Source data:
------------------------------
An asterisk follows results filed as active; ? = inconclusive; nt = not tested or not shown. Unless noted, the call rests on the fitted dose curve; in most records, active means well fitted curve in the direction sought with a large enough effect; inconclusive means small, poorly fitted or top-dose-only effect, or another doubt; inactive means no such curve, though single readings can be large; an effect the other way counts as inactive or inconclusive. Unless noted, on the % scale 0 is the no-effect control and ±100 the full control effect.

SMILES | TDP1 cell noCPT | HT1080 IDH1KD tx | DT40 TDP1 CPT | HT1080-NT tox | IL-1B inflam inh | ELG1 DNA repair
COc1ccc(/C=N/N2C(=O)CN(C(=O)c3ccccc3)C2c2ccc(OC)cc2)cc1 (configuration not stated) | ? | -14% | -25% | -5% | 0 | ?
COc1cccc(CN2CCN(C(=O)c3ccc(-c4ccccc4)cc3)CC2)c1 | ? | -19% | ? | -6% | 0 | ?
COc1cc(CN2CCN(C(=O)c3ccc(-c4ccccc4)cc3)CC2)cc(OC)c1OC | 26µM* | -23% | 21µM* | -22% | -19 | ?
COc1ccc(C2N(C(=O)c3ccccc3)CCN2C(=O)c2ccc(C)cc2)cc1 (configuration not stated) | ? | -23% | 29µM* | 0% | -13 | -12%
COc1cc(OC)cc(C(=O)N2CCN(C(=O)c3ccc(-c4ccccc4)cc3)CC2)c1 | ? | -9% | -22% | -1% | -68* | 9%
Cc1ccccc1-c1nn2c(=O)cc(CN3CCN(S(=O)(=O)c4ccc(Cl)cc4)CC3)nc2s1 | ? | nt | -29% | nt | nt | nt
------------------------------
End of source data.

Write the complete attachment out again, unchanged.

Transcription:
An asterisk follows results filed as active; ? = inconclusive; nt = not tested or not shown. Unless noted, the call rests on the fitted dose curve; in most records, active means well fitted curve in the direction sought with a large enough effect; inconclusive means small, poorly fitted or top-dose-only effect, or another doubt; inactive means no such curve, though single readings can be large; an effect the other way counts as inactive or inconclusive. Unless noted, on the % scale 0 is the no-effect control and ±100 the full control effect.

SMILES | TDP1 cell noCPT | HT1080 IDH1KD tx | DT40 TDP1 CPT | HT1080-NT tox | IL-1B inflam inh | ELG1 DNA repair
COc1ccc(/C=N/N2C(=O)CN(C(=O)c3ccccc3)C2c2ccc(OC)cc2)cc1 (configuration not stated) | ? | -14% | -25% | -5% | 0 | ?
COc1cccc(CN2CCN(C(=O)c3ccc(-c4ccccc4)cc3)CC2)c1 | ? | -19% | ? | -6% | 0 | ?
COc1cc(CN2CCN(C(=O)c3ccc(-c4ccccc4)cc3)CC2)cc(OC)c1OC | 26µM* | -23% | 21µM* | -22% | -19 | ?
COc1ccc(C2N(C(=O)c3ccccc3)CCN2C(=O)c2ccc(C)cc2)cc1 (configuration not stated) | ? | -23% | 29µM* | 0% | -13 | -12%
COc1cc(OC)cc(C(=O)N2CCN(C(=O)c3ccc(-c4ccccc4)cc3)CC2)c1 | ? | -9% | -22% | -1% | -68* | 9%
Cc1ccccc1-c1nn2c(=O)cc(CN3CCN(S(=O)(=O)c4ccc(Cl)cc4)CC3)nc2s1 | ? | nt | -29% | nt | nt | nt